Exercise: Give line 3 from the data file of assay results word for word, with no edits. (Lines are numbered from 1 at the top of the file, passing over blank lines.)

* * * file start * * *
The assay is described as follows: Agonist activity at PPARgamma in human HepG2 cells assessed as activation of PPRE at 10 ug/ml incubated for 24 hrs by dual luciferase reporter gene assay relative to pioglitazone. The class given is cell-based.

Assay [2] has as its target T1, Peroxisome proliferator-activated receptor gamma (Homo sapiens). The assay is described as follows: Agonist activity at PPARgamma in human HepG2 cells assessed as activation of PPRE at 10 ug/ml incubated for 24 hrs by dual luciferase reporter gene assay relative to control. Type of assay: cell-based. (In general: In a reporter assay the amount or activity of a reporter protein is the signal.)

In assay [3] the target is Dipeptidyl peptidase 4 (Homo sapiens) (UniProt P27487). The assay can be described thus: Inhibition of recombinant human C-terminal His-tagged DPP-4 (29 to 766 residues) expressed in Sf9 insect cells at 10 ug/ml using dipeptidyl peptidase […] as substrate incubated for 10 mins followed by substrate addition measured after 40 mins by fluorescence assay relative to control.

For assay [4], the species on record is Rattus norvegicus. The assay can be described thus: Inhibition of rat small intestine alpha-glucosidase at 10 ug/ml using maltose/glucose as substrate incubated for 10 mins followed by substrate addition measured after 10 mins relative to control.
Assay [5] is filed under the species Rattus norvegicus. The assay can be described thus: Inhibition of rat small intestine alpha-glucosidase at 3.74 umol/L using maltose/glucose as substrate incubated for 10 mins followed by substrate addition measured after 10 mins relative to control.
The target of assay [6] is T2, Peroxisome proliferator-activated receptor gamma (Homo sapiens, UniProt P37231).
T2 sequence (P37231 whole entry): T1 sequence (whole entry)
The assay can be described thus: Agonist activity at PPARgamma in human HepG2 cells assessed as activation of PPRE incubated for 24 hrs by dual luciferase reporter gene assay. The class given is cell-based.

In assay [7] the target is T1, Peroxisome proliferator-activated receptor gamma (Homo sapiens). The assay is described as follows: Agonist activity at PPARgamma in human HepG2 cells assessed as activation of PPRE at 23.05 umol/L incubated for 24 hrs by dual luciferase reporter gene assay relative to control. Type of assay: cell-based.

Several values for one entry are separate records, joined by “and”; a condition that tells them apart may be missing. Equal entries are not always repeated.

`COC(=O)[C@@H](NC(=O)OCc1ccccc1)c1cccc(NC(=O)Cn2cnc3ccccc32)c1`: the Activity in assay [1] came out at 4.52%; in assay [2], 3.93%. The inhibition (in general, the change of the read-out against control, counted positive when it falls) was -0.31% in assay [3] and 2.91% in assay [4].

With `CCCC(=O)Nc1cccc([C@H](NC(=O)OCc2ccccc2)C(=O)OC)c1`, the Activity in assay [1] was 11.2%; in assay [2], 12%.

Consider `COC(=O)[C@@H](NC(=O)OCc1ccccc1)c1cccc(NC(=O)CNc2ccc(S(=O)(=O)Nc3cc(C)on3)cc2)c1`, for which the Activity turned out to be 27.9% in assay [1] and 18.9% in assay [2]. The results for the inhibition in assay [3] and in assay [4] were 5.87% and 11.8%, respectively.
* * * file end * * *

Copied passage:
In assay [3] the target is Dipeptidyl peptidase 4 (Homo sapiens) (UniProt P27487). The assay can be described thus: Inhibition of recombinant human C-terminal His-tagged DPP-4 (29 to 766 residues) expressed in Sf9 insect cells at 10 ug/ml using dipeptidyl peptidase […] as substrate incubated for 10 mins followed by substrate addition measured after 40 mins by fluorescence assay relative to control.